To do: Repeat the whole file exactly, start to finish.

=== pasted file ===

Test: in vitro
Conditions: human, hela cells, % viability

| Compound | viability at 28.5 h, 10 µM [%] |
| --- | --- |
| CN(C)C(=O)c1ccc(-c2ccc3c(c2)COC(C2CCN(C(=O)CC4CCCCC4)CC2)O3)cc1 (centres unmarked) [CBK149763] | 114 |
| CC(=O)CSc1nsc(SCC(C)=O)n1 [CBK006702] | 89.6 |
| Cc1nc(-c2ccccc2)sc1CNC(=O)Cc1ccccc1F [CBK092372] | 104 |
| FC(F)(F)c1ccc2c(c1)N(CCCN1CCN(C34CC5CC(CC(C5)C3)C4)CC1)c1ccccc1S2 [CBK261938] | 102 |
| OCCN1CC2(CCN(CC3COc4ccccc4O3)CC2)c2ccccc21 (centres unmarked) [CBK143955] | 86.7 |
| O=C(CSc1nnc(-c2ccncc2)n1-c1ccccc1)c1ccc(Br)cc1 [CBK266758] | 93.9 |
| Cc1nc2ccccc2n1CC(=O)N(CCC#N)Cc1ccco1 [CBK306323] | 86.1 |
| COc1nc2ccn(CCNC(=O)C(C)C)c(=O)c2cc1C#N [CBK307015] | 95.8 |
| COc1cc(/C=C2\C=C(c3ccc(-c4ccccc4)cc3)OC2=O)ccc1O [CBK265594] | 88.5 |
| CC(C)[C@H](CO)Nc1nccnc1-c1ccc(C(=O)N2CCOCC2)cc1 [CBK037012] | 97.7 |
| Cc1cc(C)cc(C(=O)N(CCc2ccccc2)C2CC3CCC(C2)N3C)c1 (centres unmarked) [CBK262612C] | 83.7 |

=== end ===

Test: in vitro
Conditions: human, hela cells, % viability

| Compound | viability at 28.5 h, 10 µM [%] |
| --- | --- |
| CN(C)C(=O)c1ccc(-c2ccc3c(c2)COC(C2CCN(C(=O)CC4CCCCC4)CC2)O3)cc1 (centres unmarked) [CBK149763] | 114 |
| CC(=O)CSc1nsc(SCC(C)=O)n1 [CBK006702] | 89.6 |
| Cc1nc(-c2ccccc2)sc1CNC(=O)Cc1ccccc1F [CBK092372] | 104 |
| FC(F)(F)c1ccc2c(c1)N(CCCN1CCN(C34CC5CC(CC(C5)C3)C4)CC1)c1ccccc1S2 [CBK261938] | 102 |
| OCCN1CC2(CCN(CC3COc4ccccc4O3)CC2)c2ccccc21 (centres unmarked) [CBK143955] | 86.7 |
| O=C(CSc1nnc(-c2ccncc2)n1-c1ccccc1)c1ccc(Br)cc1 [CBK266758] | 93.9 |
| Cc1nc2ccccc2n1CC(=O)N(CCC#N)Cc1ccco1 [CBK306323] | 86.1 |
| COc1nc2ccn(CCNC(=O)C(C)C)c(=O)c2cc1C#N [CBK307015] | 95.8 |
| COc1cc(/C=C2\C=C(c3ccc(-c4ccccc4)cc3)OC2=O)ccc1O [CBK265594] | 88.5 |
| CC(C)[C@H](CO)Nc1nccnc1-c1ccc(C(=O)N2CCOCC2)cc1 [CBK037012] | 97.7 |
| Cc1cc(C)cc(C(=O)N(CCc2ccccc2)C2CC3CCC(C2)N3C)c1 (centres unmarked) [CBK262612C] | 83.7 |